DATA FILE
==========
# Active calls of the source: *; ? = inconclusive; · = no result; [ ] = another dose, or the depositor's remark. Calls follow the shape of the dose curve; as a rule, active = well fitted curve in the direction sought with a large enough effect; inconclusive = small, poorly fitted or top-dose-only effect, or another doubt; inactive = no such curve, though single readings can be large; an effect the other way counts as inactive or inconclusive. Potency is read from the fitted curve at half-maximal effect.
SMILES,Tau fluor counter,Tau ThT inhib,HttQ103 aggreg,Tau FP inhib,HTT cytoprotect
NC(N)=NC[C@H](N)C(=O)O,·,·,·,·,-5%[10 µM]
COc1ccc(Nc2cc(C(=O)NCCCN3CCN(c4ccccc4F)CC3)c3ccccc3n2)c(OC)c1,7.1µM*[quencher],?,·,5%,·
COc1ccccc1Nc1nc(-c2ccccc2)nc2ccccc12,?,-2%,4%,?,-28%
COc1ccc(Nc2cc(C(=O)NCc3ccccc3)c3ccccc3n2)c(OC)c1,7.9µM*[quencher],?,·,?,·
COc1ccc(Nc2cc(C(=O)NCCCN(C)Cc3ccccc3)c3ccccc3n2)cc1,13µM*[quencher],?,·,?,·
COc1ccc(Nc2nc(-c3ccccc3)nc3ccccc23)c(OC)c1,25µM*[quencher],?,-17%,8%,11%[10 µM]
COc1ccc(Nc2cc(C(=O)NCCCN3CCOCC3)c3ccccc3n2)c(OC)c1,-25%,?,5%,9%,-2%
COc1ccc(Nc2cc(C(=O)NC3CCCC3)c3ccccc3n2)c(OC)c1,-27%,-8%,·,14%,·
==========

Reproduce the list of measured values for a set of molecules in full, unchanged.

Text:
# Active calls of the source: *; ? = inconclusive; · = no result; [ ] = another dose, or the depositor's remark. Calls follow the shape of the dose curve; as a rule, active = well fitted curve in the direction sought with a large enough effect; inconclusive = small, poorly fitted or top-dose-only effect, or another doubt; inactive = no such curve, though single readings can be large; an effect the other way counts as inactive or inconclusive. Potency is read from the fitted curve at half-maximal effect.
SMILES,Tau fluor counter,Tau ThT inhib,HttQ103 aggreg,Tau FP inhib,HTT cytoprotect
NC(N)=NC[C@H](N)C(=O)O,·,·,·,·,-5%[10 µM]
COc1ccc(Nc2cc(C(=O)NCCCN3CCN(c4ccccc4F)CC3)c3ccccc3n2)c(OC)c1,7.1µM*[quencher],?,·,5%,·
COc1ccccc1Nc1nc(-c2ccccc2)nc2ccccc12,?,-2%,4%,?,-28%
COc1ccc(Nc2cc(C(=O)NCc3ccccc3)c3ccccc3n2)c(OC)c1,7.9µM*[quencher],?,·,?,·
COc1ccc(Nc2cc(C(=O)NCCCN(C)Cc3ccccc3)c3ccccc3n2)cc1,13µM*[quencher],?,·,?,·
COc1ccc(Nc2nc(-c3ccccc3)nc3ccccc23)c(OC)c1,25µM*[quencher],?,-17%,8%,11%[10 µM]
COc1ccc(Nc2cc(C(=O)NCCCN3CCOCC3)c3ccccc3n2)c(OC)c1,-25%,?,5%,9%,-2%
COc1ccc(Nc2cc(C(=O)NC3CCCC3)c3ccccc3n2)c(OC)c1,-27%,-8%,·,14%,·